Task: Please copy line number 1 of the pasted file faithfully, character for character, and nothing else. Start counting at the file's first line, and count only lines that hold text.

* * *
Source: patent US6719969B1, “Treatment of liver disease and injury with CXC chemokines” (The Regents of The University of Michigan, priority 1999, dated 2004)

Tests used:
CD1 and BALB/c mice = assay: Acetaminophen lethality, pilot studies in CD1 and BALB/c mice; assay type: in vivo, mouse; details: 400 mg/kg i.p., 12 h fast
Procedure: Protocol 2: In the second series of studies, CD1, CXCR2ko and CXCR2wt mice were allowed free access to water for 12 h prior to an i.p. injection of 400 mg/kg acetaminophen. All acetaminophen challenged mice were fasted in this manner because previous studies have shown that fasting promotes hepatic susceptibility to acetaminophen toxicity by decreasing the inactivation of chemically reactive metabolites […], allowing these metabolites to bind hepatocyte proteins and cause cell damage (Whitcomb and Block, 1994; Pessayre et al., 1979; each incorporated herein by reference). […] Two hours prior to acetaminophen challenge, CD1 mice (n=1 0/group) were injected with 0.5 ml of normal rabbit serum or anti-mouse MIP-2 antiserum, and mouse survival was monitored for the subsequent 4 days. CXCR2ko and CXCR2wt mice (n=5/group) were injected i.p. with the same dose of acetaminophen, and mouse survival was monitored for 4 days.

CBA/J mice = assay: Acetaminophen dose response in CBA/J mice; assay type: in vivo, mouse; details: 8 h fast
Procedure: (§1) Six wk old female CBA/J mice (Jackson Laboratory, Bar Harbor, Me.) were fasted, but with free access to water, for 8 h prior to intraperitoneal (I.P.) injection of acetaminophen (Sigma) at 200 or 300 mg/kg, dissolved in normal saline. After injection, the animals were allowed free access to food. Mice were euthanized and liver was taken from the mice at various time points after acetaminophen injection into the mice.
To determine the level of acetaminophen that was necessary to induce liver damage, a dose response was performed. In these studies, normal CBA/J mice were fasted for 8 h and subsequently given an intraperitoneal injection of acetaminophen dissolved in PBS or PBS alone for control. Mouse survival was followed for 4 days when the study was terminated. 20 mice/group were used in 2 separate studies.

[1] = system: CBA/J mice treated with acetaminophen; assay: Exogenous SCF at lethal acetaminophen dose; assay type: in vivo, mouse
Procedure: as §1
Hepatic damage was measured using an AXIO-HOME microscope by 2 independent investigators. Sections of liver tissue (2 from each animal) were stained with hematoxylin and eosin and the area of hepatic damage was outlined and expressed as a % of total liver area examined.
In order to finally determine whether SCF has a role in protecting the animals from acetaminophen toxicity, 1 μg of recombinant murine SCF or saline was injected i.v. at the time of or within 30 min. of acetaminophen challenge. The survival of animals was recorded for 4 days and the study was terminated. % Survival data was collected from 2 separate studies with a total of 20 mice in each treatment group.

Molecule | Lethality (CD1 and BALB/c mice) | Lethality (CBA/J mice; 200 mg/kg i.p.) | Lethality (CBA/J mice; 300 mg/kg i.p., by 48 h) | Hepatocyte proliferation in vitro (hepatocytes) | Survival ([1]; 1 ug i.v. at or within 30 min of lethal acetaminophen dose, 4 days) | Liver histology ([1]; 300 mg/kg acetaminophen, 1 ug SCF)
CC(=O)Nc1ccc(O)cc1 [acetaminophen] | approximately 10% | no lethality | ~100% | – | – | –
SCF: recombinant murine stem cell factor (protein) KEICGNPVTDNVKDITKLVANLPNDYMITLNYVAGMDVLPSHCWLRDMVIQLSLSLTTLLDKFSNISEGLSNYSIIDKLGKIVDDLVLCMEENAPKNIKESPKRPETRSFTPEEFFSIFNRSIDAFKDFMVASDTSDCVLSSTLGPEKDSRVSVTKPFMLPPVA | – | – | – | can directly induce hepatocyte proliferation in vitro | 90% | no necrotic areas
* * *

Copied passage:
Source: patent US6719969B1, “Treatment of liver disease and injury with CXC chemokines” (The Regents of The University of Michigan, priority 1999, dated 2004)